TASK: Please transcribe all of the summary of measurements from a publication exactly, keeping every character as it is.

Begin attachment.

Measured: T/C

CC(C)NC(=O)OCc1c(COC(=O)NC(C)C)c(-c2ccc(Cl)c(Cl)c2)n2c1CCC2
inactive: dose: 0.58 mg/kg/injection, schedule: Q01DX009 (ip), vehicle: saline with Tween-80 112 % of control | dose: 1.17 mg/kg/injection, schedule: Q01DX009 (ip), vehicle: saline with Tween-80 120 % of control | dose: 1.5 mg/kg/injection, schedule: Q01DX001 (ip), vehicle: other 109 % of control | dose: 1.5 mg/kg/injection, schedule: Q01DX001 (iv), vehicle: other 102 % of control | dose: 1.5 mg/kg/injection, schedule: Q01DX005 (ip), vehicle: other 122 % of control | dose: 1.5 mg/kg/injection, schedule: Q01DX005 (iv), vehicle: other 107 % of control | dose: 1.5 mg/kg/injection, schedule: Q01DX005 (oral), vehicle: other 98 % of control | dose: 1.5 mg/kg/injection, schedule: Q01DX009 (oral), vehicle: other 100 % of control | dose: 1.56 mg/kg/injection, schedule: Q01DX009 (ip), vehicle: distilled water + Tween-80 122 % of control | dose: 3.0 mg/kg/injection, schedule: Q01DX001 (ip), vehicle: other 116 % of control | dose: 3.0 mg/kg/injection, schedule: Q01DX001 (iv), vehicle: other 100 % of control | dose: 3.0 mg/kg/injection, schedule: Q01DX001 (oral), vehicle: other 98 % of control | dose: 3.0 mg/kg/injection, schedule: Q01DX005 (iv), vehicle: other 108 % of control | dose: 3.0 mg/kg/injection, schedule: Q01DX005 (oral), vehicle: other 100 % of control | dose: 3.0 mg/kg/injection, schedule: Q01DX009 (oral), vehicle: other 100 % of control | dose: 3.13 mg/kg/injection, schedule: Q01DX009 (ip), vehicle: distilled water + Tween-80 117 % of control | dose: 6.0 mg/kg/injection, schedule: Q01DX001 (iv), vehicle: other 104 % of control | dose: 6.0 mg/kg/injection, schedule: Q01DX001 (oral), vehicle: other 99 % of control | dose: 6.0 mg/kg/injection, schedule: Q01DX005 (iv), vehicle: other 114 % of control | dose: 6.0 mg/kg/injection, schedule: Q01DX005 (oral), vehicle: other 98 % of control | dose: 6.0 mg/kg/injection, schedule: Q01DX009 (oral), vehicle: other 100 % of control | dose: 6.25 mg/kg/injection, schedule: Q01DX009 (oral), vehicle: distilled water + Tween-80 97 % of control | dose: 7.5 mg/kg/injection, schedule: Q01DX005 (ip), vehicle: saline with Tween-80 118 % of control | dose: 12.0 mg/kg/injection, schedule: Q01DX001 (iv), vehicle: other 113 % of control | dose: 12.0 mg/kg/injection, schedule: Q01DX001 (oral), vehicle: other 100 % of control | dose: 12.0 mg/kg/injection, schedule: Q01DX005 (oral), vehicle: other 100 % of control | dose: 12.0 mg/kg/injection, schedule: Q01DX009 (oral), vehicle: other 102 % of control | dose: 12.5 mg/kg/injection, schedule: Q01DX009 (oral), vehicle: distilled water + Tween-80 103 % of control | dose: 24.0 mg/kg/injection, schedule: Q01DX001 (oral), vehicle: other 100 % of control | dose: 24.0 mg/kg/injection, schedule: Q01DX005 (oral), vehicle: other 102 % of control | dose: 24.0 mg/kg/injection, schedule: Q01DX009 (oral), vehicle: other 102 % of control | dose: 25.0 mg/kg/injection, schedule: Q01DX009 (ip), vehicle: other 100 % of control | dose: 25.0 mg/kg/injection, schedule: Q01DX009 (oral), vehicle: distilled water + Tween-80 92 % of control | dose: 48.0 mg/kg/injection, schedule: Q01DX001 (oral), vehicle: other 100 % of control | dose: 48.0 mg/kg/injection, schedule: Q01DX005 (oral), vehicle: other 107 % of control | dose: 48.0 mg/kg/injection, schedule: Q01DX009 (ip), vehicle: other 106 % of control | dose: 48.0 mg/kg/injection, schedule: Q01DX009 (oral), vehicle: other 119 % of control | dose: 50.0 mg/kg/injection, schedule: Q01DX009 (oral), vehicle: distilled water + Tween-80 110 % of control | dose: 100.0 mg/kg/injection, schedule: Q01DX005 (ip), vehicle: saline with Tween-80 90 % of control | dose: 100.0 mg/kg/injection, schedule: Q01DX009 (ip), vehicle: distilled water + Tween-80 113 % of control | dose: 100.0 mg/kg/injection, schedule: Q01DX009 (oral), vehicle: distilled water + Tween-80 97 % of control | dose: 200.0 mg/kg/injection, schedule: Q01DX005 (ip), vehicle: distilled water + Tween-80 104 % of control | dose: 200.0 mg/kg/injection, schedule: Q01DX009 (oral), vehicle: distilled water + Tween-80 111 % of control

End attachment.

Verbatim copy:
Measured: T/C

CC(C)NC(=O)OCc1c(COC(=O)NC(C)C)c(-c2ccc(Cl)c(Cl)c2)n2c1CCC2
inactive: dose: 0.58 mg/kg/injection, schedule: Q01DX009 (ip), vehicle: saline with Tween-80 112 % of control | dose: 1.17 mg/kg/injection, schedule: Q01DX009 (ip), vehicle: saline with Tween-80 120 % of control | dose: 1.5 mg/kg/injection, schedule: Q01DX001 (ip), vehicle: other 109 % of control | dose: 1.5 mg/kg/injection, schedule: Q01DX001 (iv), vehicle: other 102 % of control | dose: 1.5 mg/kg/injection, schedule: Q01DX005 (ip), vehicle: other 122 % of control | dose: 1.5 mg/kg/injection, schedule: Q01DX005 (iv), vehicle: other 107 % of control | dose: 1.5 mg/kg/injection, schedule: Q01DX005 (oral), vehicle: other 98 % of control | dose: 1.5 mg/kg/injection, schedule: Q01DX009 (oral), vehicle: other 100 % of control | dose: 1.56 mg/kg/injection, schedule: Q01DX009 (ip), vehicle: distilled water + Tween-80 122 % of control | dose: 3.0 mg/kg/injection, schedule: Q01DX001 (ip), vehicle: other 116 % of control | dose: 3.0 mg/kg/injection, schedule: Q01DX001 (iv), vehicle: other 100 % of control | dose: 3.0 mg/kg/injection, schedule: Q01DX001 (oral), vehicle: other 98 % of control | dose: 3.0 mg/kg/injection, schedule: Q01DX005 (iv), vehicle: other 108 % of control | dose: 3.0 mg/kg/injection, schedule: Q01DX005 (oral), vehicle: other 100 % of control | dose: 3.0 mg/kg/injection, schedule: Q01DX009 (oral), vehicle: other 100 % of control | dose: 3.13 mg/kg/injection, schedule: Q01DX009 (ip), vehicle: distilled water + Tween-80 117 % of control | dose: 6.0 mg/kg/injection, schedule: Q01DX001 (iv), vehicle: other 104 % of control | dose: 6.0 mg/kg/injection, schedule: Q01DX001 (oral), vehicle: other 99 % of control | dose: 6.0 mg/kg/injection, schedule: Q01DX005 (iv), vehicle: other 114 % of control | dose: 6.0 mg/kg/injection, schedule: Q01DX005 (oral), vehicle: other 98 % of control | dose: 6.0 mg/kg/injection, schedule: Q01DX009 (oral), vehicle: other 100 % of control | dose: 6.25 mg/kg/injection, schedule: Q01DX009 (oral), vehicle: distilled water + Tween-80 97 % of control | dose: 7.5 mg/kg/injection, schedule: Q01DX005 (ip), vehicle: saline with Tween-80 118 % of control | dose: 12.0 mg/kg/injection, schedule: Q01DX001 (iv), vehicle: other 113 % of control | dose: 12.0 mg/kg/injection, schedule: Q01DX001 (oral), vehicle: other 100 % of control | dose: 12.0 mg/kg/injection, schedule: Q01DX005 (oral), vehicle: other 100 % of control | dose: 12.0 mg/kg/injection, schedule: Q01DX009 (oral), vehicle: other 102 % of control | dose: 12.5 mg/kg/injection, schedule: Q01DX009 (oral), vehicle: distilled water + Tween-80 103 % of control | dose: 24.0 mg/kg/injection, schedule: Q01DX001 (oral), vehicle: other 100 % of control | dose: 24.0 mg/kg/injection, schedule: Q01DX005 (oral), vehicle: other 102 % of control | dose: 24.0 mg/kg/injection, schedule: Q01DX009 (oral), vehicle: other 102 % of control | dose: 25.0 mg/kg/injection, schedule: Q01DX009 (ip), vehicle: other 100 % of control | dose: 25.0 mg/kg/injection, schedule: Q01DX009 (oral), vehicle: distilled water + Tween-80 92 % of control | dose: 48.0 mg/kg/injection, schedule: Q01DX001 (oral), vehicle: other 100 % of control | dose: 48.0 mg/kg/injection, schedule: Q01DX005 (oral), vehicle: other 107 % of control | dose: 48.0 mg/kg/injection, schedule: Q01DX009 (ip), vehicle: other 106 % of control | dose: 48.0 mg/kg/injection, schedule: Q01DX009 (oral), vehicle: other 119 % of control | dose: 50.0 mg/kg/injection, schedule: Q01DX009 (oral), vehicle: distilled water + Tween-80 110 % of control | dose: 100.0 mg/kg/injection, schedule: Q01DX005 (ip), vehicle: saline with Tween-80 90 % of control | dose: 100.0 mg/kg/injection, schedule: Q01DX009 (ip), vehicle: distilled water + Tween-80 113 % of control | dose: 100.0 mg/kg/injection, schedule: Q01DX009 (oral), vehicle: distilled water + Tween-80 97 % of control | dose: 200.0 mg/kg/injection, schedule: Q01DX005 (ip), vehicle: distilled water + Tween-80 104 % of control | dose: 200.0 mg/kg/injection, schedule: Q01DX009 (oral), vehicle: distilled water + Tween-80 111 % of control